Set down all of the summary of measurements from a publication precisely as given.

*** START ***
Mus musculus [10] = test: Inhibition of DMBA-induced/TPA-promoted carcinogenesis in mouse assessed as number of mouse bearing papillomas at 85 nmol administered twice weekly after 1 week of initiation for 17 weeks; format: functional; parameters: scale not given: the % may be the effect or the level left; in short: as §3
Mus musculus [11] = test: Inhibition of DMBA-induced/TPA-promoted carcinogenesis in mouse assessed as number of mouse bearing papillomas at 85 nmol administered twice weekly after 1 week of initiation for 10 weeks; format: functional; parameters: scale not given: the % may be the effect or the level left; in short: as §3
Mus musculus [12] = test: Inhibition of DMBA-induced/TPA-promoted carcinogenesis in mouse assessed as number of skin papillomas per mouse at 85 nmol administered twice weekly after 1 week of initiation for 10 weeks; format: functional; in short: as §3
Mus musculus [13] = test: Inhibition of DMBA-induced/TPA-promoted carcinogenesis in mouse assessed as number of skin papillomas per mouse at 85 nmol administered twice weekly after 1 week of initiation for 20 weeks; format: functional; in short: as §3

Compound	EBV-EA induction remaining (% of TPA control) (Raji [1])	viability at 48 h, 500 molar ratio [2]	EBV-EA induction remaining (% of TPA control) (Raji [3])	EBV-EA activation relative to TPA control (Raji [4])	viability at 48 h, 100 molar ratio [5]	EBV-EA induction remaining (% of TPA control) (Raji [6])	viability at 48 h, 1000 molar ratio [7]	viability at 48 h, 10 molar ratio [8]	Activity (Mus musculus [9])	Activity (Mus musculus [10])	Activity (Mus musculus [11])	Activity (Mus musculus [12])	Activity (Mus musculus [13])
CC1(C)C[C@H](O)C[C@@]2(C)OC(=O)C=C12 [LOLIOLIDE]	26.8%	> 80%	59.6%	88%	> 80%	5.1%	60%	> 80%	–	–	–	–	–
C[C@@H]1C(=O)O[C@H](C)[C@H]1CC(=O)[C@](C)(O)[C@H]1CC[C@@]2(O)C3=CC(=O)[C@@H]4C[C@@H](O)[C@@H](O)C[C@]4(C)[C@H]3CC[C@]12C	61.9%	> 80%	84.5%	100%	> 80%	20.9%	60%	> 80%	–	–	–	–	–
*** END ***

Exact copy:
Mus musculus [10] = test: Inhibition of DMBA-induced/TPA-promoted carcinogenesis in mouse assessed as number of mouse bearing papillomas at 85 nmol administered twice weekly after 1 week of initiation for 17 weeks; format: functional; parameters: scale not given: the % may be the effect or the level left; in short: as §3
Mus musculus [11] = test: Inhibition of DMBA-induced/TPA-promoted carcinogenesis in mouse assessed as number of mouse bearing papillomas at 85 nmol administered twice weekly after 1 week of initiation for 10 weeks; format: functional; parameters: scale not given: the % may be the effect or the level left; in short: as §3
Mus musculus [12] = test: Inhibition of DMBA-induced/TPA-promoted carcinogenesis in mouse assessed as number of skin papillomas per mouse at 85 nmol administered twice weekly after 1 week of initiation for 10 weeks; format: functional; in short: as §3
Mus musculus [13] = test: Inhibition of DMBA-induced/TPA-promoted carcinogenesis in mouse assessed as number of skin papillomas per mouse at 85 nmol administered twice weekly after 1 week of initiation for 20 weeks; format: functional; in short: as §3

Compound	EBV-EA induction remaining (% of TPA control) (Raji [1])	viability at 48 h, 500 molar ratio [2]	EBV-EA induction remaining (% of TPA control) (Raji [3])	EBV-EA activation relative to TPA control (Raji [4])	viability at 48 h, 100 molar ratio [5]	EBV-EA induction remaining (% of TPA control) (Raji [6])	viability at 48 h, 1000 molar ratio [7]	viability at 48 h, 10 molar ratio [8]	Activity (Mus musculus [9])	Activity (Mus musculus [10])	Activity (Mus musculus [11])	Activity (Mus musculus [12])	Activity (Mus musculus [13])
CC1(C)C[C@H](O)C[C@@]2(C)OC(=O)C=C12 [LOLIOLIDE]	26.8%	> 80%	59.6%	88%	> 80%	5.1%	60%	> 80%	–	–	–	–	–
C[C@@H]1C(=O)O[C@H](C)[C@H]1CC(=O)[C@](C)(O)[C@H]1CC[C@@]2(O)C3=CC(=O)[C@@H]4C[C@@H](O)[C@@H](O)C[C@]4(C)[C@H]3CC[C@]12C	61.9%	> 80%	84.5%	100%	> 80%	20.9%	60%	> 80%	–	–	–	–	–